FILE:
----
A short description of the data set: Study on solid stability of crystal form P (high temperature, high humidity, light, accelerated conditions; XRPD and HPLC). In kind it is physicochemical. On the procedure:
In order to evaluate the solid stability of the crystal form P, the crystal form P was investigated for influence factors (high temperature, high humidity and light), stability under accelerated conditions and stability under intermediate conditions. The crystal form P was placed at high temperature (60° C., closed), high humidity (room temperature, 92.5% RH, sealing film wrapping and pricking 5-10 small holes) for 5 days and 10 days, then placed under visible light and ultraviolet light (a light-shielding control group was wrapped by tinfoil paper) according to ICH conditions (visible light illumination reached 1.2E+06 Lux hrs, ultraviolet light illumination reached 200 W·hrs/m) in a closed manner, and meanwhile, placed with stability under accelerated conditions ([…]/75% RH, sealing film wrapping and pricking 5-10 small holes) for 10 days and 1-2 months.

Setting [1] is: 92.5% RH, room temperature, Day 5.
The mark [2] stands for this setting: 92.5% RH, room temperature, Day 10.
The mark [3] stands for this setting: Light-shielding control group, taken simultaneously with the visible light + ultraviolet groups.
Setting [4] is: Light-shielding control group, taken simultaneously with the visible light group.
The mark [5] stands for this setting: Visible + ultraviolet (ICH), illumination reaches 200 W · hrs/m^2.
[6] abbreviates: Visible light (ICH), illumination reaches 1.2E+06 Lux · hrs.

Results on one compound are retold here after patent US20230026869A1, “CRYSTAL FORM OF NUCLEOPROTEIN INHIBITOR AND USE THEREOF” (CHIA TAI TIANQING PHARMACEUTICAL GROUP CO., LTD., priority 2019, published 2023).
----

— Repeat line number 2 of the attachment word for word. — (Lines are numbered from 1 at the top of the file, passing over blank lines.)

In order to evaluate the solid stability of the crystal form P, the crystal form P was investigated for influence factors (high temperature, high humidity and light), stability under accelerated conditions and stability under intermediate conditions. The crystal form P was placed at high temperature (60° C., closed), high humidity (room temperature, 92.5% RH, sealing film wrapping and pricking 5-10 small holes) for 5 days and 10 days, then placed under visible light and ultraviolet light (a light-shielding control group was wrapped by tinfoil paper) according to ICH conditions (visible light illumination reached 1.2E+06 Lux hrs, ultraviolet light illumination reached 200 W·hrs/m) in a closed manner, and meanwhile, placed with stability under accelerated conditions ([…]/75% RH, sealing film wrapping and pricking 5-10 small holes) for 10 days and 1-2 months.